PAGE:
A Losing Battle?

By David Chalfen

David offers some hard facts relating to why British distance runners struggle to keep up with the Africans

In February 2001 I stayed in Kericho, Kenya, for two weeks. We met a skinny, not very well developed 17-year-old being managed at the time by my British friend with whom I arranged my trip. This lad had recently placed sixth in his regional junior cross-country championships and was in Nairobi for the Kenyan national championships - word was that he might scrape into the national squad of about 12 from whom the team for the IAAF World Championships would be selected some three weeks later. He placed fifth in the nationals and booked his place to the worlds where he placed fourth, interestingly sandwiched between two American juniors, Dathan Ritzenheim and Matt Tegenkamp. Later, the next mention I saw of this runner, Nicholas Kemboi, I was amazed to see he had nearly beaten Haile Gebrselassie at the height his track prowess, and clocked a 10,000m time of 26:30.03, which to this day ranks him fourth on the all-time list, headed only by the legendary trio of Kenenisa Bekele, Gebrselassie and Paul Tergat. Does this sort of progress sound familiar to any British readers? No?

That's because it's not, as it represents a 10,000m time more than half a lap, or about seven seconds per mile, quicker than any athlete not born at altitude has ever matched and he did so by improving by maybe two-and-a-half minutes over two-and-a-half years (I'm guessing fifth in a Kenyan regional under-20 cross-country championships is worth about 29 minutes for a track 10km). Both the achievement in itself and the staggering rate of progression toward it are off the scale of what any British athlete, or indeed anyone on the planet not raised at altitude has ever got near. Kemboi is just an extreme example of several other cases I've witnessed. If the IAAF had an all-time half-marathon list of runners sleeping in my spare bedroom (Lamine, drop me an e-mail and we'll sort this), seventh place would be 62:22. They are all Kenyans, too, although we always keep a change of linen and some chilled Evian in case Jon Brown drops by unannounced. Talking to these guys about their training, and speaking to some of their elder and more experienced compatriots at races overseas, I believe there are guys running 61-62 minutes for the half-marathon who are underachieving by not covering all the relevant bases in the meticulous way that the likes of, say, Paula Radcliffe, Mara Yamauchi, Ryan Hall and Juan Carlos de la Ossa do.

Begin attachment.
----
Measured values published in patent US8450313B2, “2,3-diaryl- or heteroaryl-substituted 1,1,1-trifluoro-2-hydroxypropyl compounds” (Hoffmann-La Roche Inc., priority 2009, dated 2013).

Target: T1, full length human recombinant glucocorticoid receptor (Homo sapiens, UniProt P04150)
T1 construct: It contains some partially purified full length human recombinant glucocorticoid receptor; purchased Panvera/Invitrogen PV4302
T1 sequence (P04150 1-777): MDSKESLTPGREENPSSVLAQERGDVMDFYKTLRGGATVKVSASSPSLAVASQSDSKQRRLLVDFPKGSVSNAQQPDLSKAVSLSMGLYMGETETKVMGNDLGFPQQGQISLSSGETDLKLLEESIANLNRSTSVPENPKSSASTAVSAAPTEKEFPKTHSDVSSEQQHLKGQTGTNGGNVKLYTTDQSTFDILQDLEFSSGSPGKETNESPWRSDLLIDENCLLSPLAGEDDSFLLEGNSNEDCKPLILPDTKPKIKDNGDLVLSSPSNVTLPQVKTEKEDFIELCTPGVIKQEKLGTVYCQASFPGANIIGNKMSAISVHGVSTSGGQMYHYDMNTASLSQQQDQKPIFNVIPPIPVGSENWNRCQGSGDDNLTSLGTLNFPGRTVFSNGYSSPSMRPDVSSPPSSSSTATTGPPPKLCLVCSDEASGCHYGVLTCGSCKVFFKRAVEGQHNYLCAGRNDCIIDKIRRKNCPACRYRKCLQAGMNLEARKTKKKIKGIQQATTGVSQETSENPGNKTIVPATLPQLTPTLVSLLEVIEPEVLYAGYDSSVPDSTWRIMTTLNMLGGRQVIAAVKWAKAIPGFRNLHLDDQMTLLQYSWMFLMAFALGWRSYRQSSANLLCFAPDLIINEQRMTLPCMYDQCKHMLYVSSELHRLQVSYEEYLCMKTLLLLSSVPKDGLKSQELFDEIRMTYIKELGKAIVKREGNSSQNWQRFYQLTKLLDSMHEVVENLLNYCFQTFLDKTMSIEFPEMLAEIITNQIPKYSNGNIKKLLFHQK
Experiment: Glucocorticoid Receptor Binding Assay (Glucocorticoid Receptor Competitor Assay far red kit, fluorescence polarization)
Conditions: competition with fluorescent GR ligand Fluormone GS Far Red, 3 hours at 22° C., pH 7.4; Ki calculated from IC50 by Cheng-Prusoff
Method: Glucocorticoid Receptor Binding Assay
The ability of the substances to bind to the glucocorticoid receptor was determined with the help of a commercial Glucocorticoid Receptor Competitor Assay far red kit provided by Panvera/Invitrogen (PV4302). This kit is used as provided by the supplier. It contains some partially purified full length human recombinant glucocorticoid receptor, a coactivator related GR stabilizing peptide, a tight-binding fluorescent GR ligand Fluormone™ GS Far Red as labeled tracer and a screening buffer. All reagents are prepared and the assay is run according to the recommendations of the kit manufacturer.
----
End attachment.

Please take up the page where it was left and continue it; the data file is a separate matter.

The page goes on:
Some statistics

Regular readers of IAAF all-time lists (come on guys, it’s not just me is it?) will notice that the stats in the table below are near as dammit the fastest times that athletes not born in Africa have ever run. One of the conclusions that can be drawn from this are: Jon Brown, Steve Jones and Eamonn Martin were really actually quite good!


Birth place/Altitude

Ryan Hall (USA) Big Bear lake – 2200m 2:06:15 marathon
Victor Rothlin (SWI) Kerns – 650m and rising all around 2:07:23 marathon
Juan Carlos de la Ossa (ESP) Cuenca – 900m 27:27 10,000m
Fabian Roncero (ESP) Madrid – 600m 27:14 10,000m/2:07:23 marathon
Chema Martinez (ESP) Soria 1000m 27:29 10,000m/2:08:09 marathon
Martin Fiz (ESP) Vitoria 550m 2:08:02 marathon (world champ)
Dieter Baumann (GER) Blaubeuren 550m 12:54.7 5000m and 1992 Olympic champ